might need. The apartment space has been remodeled into 24 one and two bedroom units. Sharing the fifth floor atop Jamestown is a gorgeous 2000 sq. foot penthouse. Smack in the middle of all this is the Willow Bay Theater, a mid-size 500 seat multi-dimensional live theater venue that does nothing but compliment the variety of live theater venues in the Jamestown area by providing a smaller more intimate sitting. Through the generosity of Mr. Lynn and a generous lease agreement, Real Life Jamestown took over management of the Willow Bay Theater in January 2017 and with this transition Heleena Walter became the Activities Coordinator for the Willow Bay Theater & Real Life Events. In talking with Heleena I learned the Bay is adaptable into any varieties of layouts, including a banquet hall for up to 125 that has been the site of receptions, bridal shows, weddings, private parties. I personally have attended a fund raiser there featuring area comedic and improvise talent with over 400 people. Tim Smart the Pastor for Real Life Jamestown said “As a church it is our desire to offer ways to bring the community together, building relationships and host positive family friendly events.” Per Heleena their goal is to bring positive experiences to Jamestown.
Recently Real Life collaborated with Winged Ox Players to present an amazing performance, Least Resistance an original play about Jamestown’s addiction and our recovery. There is a desire to bring exciting positive concerts to Jamestown specifically targeting teens and young adults. “Life is just too hard to listen to every day music, for my family we try to constantly have positive music going to help us get through the craziness of life! Listening to 90.9 Family Life and 88.5 Dove FM Walter became familiar with “7eventh Time Down”, an American Christian rock band. Their debut album, Alive In You, was released on September 13, 2011 and they have been touring the country with their brand of positive Christian Rock ever since. On Saturday May 20th, starting at 7pm, Jamestown NY will have the privilege to witness the positive message and driving rock line that is 7eventh Time Down. Check out their music at their website https://7eventhtimedown. com/ On Saturday July 8 the popular Ryan Stevenson returns to the Willow Bay for an all ages Christian Rock concert starting at 7pm. For information and ticket purchases for upcoming concerts and Theater Rentals contact Heleena at 716-4894657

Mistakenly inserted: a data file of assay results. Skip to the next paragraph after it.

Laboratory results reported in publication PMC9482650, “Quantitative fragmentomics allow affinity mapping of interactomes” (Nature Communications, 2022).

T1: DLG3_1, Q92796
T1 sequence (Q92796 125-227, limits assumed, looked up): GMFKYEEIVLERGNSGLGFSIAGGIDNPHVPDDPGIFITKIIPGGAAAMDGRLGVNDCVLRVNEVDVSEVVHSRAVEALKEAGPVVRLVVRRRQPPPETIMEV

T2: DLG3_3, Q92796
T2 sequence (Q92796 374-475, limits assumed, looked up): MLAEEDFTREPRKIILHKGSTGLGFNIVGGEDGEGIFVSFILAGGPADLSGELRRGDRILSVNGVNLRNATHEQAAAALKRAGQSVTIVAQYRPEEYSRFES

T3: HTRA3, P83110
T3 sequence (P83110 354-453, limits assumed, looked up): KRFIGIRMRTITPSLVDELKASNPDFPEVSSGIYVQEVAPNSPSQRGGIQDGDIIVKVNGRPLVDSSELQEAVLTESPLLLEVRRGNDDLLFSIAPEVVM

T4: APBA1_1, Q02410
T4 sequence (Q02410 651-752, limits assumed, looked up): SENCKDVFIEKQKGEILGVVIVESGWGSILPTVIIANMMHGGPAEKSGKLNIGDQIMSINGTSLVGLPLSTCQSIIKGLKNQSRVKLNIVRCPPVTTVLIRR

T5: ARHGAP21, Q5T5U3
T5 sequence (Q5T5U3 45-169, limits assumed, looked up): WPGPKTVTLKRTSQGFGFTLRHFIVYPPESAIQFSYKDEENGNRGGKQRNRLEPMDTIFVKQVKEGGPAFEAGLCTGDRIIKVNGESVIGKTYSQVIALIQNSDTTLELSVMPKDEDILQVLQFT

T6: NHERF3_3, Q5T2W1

Advocacy Network (UCAN). UCAN’s Priority is reported to be offering hope, transforming lives “reaching the least, the last, the lost through a transitional community resource site. According to their information they want to provide a safe place for people to live, and help with life skills training, health care, a local church connection and
discipline and accountability. Jim Quattrone, a member of the UCAN board of directors is managing the facility and has opened it as an emergency shelter. Once in full operation he intends to have longer term transitional housing. Quattrone indicated a lot of work needed to be See “MISSION” Page 7
Craft Show at Fairgrounds : May 13th : Chautauqua County Fairgrounds, Dunkirk